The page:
Saints' top scorer discusses his hot streak in front of goal, and how he unwinds away from football.
With six goals in his last seven games, Danny Ings is one of the Premier League’s in-form strikers.
A year and a couple of months since he declared himself “home”, having signed for his boyhood club on the dawn of the 2018/19 campaign, it’s worked out pretty well so far, but not without a few peaks and troughs along the way.
Ings soon became Saints’ talisman as he scored goals freely in spite of the team’s struggles in the first half of last season, finding the net eight times in his first 14 appearances for the club.
Conversely, with results improving under Ralph Hasenhüttl, the goals dried up and injury struck to halt his momentum.
This time around, Ings is fitter than ever. He’s forced his way back into the side and hasn’t looked back since.
For all the highs and lows football brings, of which Ings has experienced more than most in a 10-year career to date, the man himself has learned to stay level-headed, and it’s no surprise that he welcomes us with open arms to his home near Hedge End for this interview.
A popular character in the dressing room, Ings is a positive guy who’s always smiling and makes time for everyone. He has a lot of love to give, so signing for Saints to feel that love back seemed the right fit.
“I’m settled now,” he says of Southampton life. “I think it took a long time for me to get settled back down here because when you’ve been living away from home since you were 15 or 16 years old, and then moving back a man, it’s hard to adapt.
“It does feel familiar. I chose to live close enough to my family and friends so that I could settle in as quickly as I could.
“It’s great to be close to them, being able to pop in for a cuppa or go out for dinner with the boys. It’s nice, and something I’ve not had for a long time.
“It was always them coming to visit me in different locations, so it’s nice to be back home.”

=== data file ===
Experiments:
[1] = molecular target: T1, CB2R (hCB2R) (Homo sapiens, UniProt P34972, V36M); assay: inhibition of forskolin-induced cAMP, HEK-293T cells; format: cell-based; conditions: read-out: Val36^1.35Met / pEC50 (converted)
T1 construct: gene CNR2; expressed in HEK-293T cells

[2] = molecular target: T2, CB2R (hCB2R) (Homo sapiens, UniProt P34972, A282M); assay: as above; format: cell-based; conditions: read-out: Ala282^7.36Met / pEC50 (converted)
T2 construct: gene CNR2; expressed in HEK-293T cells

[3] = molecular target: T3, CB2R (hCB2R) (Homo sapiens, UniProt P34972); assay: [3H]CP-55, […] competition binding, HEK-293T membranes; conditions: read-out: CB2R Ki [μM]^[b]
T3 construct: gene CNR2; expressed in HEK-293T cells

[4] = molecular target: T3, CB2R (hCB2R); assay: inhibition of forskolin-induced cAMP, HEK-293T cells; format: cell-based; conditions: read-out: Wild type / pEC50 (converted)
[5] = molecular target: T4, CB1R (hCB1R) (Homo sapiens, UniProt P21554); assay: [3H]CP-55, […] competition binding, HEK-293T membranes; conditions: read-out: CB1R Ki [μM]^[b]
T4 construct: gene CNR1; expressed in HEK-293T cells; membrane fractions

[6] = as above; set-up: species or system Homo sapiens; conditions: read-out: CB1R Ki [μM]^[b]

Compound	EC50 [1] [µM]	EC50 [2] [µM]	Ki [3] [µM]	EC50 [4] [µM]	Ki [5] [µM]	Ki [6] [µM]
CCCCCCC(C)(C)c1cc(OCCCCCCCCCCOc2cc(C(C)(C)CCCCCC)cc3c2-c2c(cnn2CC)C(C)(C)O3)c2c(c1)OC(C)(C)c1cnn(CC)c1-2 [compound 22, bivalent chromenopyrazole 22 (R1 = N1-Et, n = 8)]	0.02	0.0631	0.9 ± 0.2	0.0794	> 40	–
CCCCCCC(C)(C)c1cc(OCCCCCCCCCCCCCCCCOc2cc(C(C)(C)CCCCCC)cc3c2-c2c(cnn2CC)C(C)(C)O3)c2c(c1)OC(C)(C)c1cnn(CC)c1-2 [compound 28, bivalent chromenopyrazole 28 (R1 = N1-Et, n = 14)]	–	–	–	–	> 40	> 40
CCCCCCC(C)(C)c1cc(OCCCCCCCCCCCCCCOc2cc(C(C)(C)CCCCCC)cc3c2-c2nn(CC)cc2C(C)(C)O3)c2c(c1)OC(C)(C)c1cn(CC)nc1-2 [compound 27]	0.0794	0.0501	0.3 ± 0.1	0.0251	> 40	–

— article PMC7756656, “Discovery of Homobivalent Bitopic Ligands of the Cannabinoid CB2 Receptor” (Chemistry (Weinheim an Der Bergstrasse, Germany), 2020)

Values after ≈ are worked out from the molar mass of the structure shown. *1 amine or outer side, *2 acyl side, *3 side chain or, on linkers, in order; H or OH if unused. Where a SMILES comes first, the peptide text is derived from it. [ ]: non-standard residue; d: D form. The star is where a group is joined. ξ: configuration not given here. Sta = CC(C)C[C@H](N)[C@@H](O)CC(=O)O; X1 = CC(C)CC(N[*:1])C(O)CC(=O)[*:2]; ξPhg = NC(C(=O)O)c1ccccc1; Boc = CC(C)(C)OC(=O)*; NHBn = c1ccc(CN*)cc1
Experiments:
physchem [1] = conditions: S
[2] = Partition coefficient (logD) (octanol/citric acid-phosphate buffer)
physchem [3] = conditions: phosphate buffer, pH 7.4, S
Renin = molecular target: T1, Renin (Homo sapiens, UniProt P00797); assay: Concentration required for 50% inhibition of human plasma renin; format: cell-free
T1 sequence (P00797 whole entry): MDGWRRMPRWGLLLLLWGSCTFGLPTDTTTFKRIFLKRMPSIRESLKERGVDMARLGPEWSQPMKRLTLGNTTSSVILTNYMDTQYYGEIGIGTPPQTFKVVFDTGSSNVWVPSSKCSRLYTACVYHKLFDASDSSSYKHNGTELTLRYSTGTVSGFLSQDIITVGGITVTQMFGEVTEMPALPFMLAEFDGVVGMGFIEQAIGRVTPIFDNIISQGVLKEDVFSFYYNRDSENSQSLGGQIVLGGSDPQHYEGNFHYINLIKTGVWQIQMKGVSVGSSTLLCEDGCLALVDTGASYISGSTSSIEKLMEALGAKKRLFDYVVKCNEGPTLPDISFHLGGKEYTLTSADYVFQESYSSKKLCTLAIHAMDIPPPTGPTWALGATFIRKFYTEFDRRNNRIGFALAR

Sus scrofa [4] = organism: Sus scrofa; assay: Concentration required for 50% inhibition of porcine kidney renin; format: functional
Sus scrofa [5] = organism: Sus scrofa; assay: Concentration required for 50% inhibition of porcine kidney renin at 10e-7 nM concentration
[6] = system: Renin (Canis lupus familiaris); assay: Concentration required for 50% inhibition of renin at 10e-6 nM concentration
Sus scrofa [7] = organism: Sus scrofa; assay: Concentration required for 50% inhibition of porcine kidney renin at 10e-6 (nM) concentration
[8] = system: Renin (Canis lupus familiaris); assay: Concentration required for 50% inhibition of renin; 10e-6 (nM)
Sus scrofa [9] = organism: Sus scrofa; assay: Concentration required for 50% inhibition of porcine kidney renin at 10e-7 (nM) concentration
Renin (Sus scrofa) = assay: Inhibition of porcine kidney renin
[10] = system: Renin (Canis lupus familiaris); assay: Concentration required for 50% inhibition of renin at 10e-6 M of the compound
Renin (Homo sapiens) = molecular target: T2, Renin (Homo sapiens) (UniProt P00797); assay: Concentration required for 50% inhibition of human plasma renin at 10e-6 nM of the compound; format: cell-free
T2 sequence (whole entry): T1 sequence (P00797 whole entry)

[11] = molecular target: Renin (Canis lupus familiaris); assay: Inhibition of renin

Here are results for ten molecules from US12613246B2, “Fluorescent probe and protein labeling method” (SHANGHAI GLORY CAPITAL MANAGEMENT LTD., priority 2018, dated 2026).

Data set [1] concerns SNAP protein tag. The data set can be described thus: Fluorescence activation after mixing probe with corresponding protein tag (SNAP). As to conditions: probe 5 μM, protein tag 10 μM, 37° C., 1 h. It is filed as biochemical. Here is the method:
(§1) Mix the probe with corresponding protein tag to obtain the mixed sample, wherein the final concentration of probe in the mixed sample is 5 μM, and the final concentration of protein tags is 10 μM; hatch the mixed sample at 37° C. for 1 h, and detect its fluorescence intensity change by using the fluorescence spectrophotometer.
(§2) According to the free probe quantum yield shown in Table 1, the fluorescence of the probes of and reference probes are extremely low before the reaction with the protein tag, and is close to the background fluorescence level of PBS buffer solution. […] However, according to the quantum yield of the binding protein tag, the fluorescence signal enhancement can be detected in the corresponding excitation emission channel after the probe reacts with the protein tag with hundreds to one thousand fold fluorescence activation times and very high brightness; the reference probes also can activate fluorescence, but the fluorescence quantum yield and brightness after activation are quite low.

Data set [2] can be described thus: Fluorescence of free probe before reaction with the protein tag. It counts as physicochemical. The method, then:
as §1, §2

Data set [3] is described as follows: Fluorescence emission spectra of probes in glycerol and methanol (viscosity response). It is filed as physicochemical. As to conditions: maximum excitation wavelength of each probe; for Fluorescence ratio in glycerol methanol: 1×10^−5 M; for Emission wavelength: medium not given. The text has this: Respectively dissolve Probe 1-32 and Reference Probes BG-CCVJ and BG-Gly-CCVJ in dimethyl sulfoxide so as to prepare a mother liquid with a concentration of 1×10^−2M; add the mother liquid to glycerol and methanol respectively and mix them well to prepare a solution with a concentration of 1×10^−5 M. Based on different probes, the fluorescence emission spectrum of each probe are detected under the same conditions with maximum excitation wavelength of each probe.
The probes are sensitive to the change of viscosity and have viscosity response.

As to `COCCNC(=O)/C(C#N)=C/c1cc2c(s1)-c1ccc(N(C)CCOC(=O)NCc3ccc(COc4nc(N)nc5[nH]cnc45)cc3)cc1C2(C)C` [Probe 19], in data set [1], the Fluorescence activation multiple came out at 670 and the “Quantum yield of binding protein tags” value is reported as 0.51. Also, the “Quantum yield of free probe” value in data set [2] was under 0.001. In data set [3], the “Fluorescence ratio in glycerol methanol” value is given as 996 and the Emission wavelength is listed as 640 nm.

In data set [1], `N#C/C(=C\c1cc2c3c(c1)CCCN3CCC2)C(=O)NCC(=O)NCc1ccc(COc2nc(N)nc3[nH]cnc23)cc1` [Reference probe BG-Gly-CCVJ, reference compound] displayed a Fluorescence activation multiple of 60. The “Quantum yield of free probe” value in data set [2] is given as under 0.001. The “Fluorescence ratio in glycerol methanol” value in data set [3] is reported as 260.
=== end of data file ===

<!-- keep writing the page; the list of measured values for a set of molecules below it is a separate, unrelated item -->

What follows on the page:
Seeing his family in nearby Netley, where Ings grew up, is just one of many ways he finds to spend his time away from Staplewood.
He reveals in his Liverpool career, punctuated by a combined 18 months out of action with serious injuries to both knees, he would spend 10 hours a day working on his return to fitness.
“I was told by someone once that footballers really earn their money when they’re injured,” he says. “I agree completely.”
So now, whilst Hasenhüttl is known for his intense training, Ings still has time to kill and intends to use it wisely.
When he’s not making the short drive to see his mum, he’s learning the guitar or studying a degree in economics.
He goes to see Ed Sheeran in concert, or The 1975, and is a keen film watcher with his girlfriend. And he loves a Sunday roast.
Ings likes to be busy, and that side of his personality is reflected in his style of play on the football pitch – all action, pressing from the front, making things happen.
It’s an approach that seems tailor-made to Hasenhüttl’s philosophy and has helped Saints’ number nine climb the scoring charts.
Two of his seven goals for the campaign, as well as one of his brace at Preston in pre-season, have come from charging down goalkeepers.
Lucky goals, on the face of it, but more accurately the result of hard work.
“I actually can’t remember if I’ve scored any goals like that previously, to be honest,” he ponders.
“I’ve always pressed to that extent and there is an element of luck in there sometimes, but if you’re pressing the keeper from 30 or 40 yards and you get something from it, for me that’s better than scoring a goal from 30 yards.”
Away from family, friends, girlfriend, football, music, films and business, there is one more key passion in Ings’s life. Or rather two: his dogs, Lewie and Daisy.
The Goldendoodles are never far from his side and moved down from the north to join him on the south coast.
“When I first moved down, the hotel where I was staying wouldn’t allow dogs in, so I had to leave them with my mum for nearly two months,” he says.
“Every other day or so I’d pop in and see them, making sure they’re ok, but they were happy straight away.
“I’ve had them for a few years now and they helped me feel at home when I was away up north. They’re really good for me.
“When I got them, it was crazy. I was on crutches when I first had them, and they were just running around the house like you wouldn’t believe.
“But after the last few years they’ve calmed down a little bit and they’re really enjoying themselves.
“When we moved here, they loved the house and they’ve got a lovely garden they can run around in. They cause mayhem as much as they can!
“There’s some really good walks for them to go on in the New Forest, and places like that.
“It’s a funny story because, when I went to get them, in my head I was only getting one. That was Lewie because I wanted a boy dog.
“Then all of a sudden when Daisy woke up from her nap, she walked over and sat on my lap. I was sold in about 30 seconds so I had to take two!”